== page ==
Virginia Monitoring Data Show Shenandoah Valley Waters Remain Bacteria Hotspot

In Part Because of Livestock Industry Pollution, 83 Percent of Sampling Places Exceed Safe Standards for Swimming and Water Contact in 2017-2018

Washington, D.C. – As Labor Day Weekend approaches and families plan to raft and tube in the Shenandoah River, a new analysis of state water monitoring data shows bacteria levels above safe levels for water contact at about 83 percent of 48 monitoring locations.

“This is an indication that Virginia still isn’t doing enough to control manure runoff pollution from the growing livestock industry in the Shenandoah Valley and to help farmers fence cattle out of streams,” said Eric Schaeffer, Executive Director of the Environmental Integrity Project (EIP).

In a previous analysis of state monitoring data released in April 2017, EIP found that 43 (90 percent) of 48 sampling locations in the Shenandoah River basin were unsafe for swimming or other water contact recreation between 2014 and 2016.

This most recent analysis checked if E. coli levels at those locations had changed over the past year and a half (from January 2017 through June 2018), and results were similar, if slightly lower.  Forty of the 48 locations (83 percent) were unsafe for water contact, according to Virginia’s standards.

Virginia advises avoiding swimming or water contact recreation in freshwater that exceeds 235 colony forming units (CFU) of E. coli per 100 mL of water more than 10 percent of the time, because the bacteria is often an indicator of fecal pathogens that can cause stomach and intestinal illnesses in children and adults who accidentally swallow water.

In the Shenandoah River basin, animal manure is the major source of E. coli bacteria either from cattle wandering directly into rivers and streams or manure being spread onto crops and pastures as fertilizer, which runs off into waterways, according to a 2017 Environmental Integrity Project report, “Water Pollution from Livestock in the Shenandoah Valley.”  Other sources, including wildlife, urban runoff, and sewage plant effluent, also contribute to the problem.

EIP’s report recommended that Virginia take several steps to reduce agricultural pollution in the Shenandoah, including establishing a better system for collecting and disposing of surplus livestock manure; requiring fertilizer management plans for all farms that spread manure; increasing inspections and enforcement; and requiring all farmers to fence their cattle out of public waterways.

In EIP’s 2018 follow up examination of state bacteria data in Shenandoah waterways, the organization found that E coli level improved at four of the 48 water quality monitoring sites between 2014-2016 and 2017-2018, while they worsened at one location.

For an online map with data at each of the locations, click here.

The four that improved recently were Cedar Creek near Marlboro in Frederick County; the North Fork near Mt. Jackson; the North Fork near Riverton; and the South River near Grottoes. All of these locations exceeded the recreational standard between 2014 and 2016, but did not exceed the standard between January 2017 and June 2018.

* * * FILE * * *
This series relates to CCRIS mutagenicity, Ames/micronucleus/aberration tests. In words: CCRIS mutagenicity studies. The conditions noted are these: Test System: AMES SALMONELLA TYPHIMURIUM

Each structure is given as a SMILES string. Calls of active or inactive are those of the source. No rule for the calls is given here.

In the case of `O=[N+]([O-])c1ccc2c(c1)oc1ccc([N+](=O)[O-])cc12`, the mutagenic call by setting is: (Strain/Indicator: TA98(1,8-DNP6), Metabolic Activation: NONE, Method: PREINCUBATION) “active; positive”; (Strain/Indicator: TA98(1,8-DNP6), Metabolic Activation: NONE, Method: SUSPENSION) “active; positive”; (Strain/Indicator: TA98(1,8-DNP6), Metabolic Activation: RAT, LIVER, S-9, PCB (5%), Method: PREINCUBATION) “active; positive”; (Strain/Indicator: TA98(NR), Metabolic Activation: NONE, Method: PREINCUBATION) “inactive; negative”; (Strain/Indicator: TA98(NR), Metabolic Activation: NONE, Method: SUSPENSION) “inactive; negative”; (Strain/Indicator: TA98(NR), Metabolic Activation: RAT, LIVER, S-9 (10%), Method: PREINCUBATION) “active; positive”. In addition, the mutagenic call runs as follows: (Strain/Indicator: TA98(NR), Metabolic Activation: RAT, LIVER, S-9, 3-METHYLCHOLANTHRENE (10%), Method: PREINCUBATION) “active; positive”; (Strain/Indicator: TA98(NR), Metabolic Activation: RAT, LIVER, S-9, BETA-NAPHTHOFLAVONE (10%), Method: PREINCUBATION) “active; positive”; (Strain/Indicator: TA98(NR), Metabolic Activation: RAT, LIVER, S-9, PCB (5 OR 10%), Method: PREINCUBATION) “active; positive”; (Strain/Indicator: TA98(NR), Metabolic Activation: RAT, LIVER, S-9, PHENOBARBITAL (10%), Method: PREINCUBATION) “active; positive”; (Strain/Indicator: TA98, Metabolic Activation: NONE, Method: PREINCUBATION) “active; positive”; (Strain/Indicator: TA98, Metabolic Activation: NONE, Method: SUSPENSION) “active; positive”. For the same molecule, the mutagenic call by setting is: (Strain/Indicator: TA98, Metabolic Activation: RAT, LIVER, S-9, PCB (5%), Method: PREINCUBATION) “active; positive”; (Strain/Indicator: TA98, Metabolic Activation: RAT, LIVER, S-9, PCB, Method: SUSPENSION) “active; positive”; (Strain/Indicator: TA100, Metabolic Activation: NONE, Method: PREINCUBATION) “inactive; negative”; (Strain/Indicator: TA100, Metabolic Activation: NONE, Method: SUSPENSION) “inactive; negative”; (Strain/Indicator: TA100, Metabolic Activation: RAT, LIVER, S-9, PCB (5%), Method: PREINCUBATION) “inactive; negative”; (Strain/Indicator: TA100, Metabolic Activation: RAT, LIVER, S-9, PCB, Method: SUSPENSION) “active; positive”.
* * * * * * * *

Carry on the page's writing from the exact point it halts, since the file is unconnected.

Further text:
Only one of the 48 sites appears to have worsened between the 2014-2016 and 2017-2018 sampling periods.  That was along the South Fork of the Shenandoah River downstream of Waynesboro. Here, 5 of 17 samples have exceeded the E. coli standard since January 2017. There were no transgressions of state health standards at that spot between 2014 and 2016.

Sampling results from June 2018 show that the very highest E. coli levels at the 48 sites were at two sampling locations along Linville Creek in Rockingham County between the towns of Edom and Broadway, where concentrations ranged from 6,131 CFU/100mL (26 times the numeric state standard for bacteria concentrations) to higher than 24,196 CFU/100mL (103 times the standard).

In total, the Virginia Department of Environmental Quality sampled 85 locations along Shenandoah Basin waterways between January 2017 and 2018. But 37 of those locations were not included in EIP’s 2017 study because they were not sampled between 2014 and the end of 2016.

Of the 37 “new” locations added since the end of 2016, 22 (59 percent) exceeded health standard for water contact recreation.  Two newly-sampled hot spots are near McGaheysville, Virignia, along both South Fork, where the state in June 2018 measured bacteria concentrations of 24,196 CFU/100mL, and Cub run, where concentrations hit 17,329 CFU/100mL.

“While health warnings for the public are important, the bigger picture is that the Shenandoah watershed should be treated as more than just a drainage system for the livestock industry,” said Schaeffer of EIP, former Director of Civil Enforcement at EPA. “With more effective controls on agricultural pollution, Virginia can keep its waterways clean enough for all citizens to enjoy.”

See our online map for more detailed information on bacteria levels at each location in the Shenandoah river system.

Media contact: Tom Pelton, Environmental Integrity Project, or (443) 510-2574.

The Environmental Integrity Project is a nonprofit, nonpartisan organization that empowers communities and protects public health and the environment by investigating polluters, holding them accountable under the law, and strengthening public policy.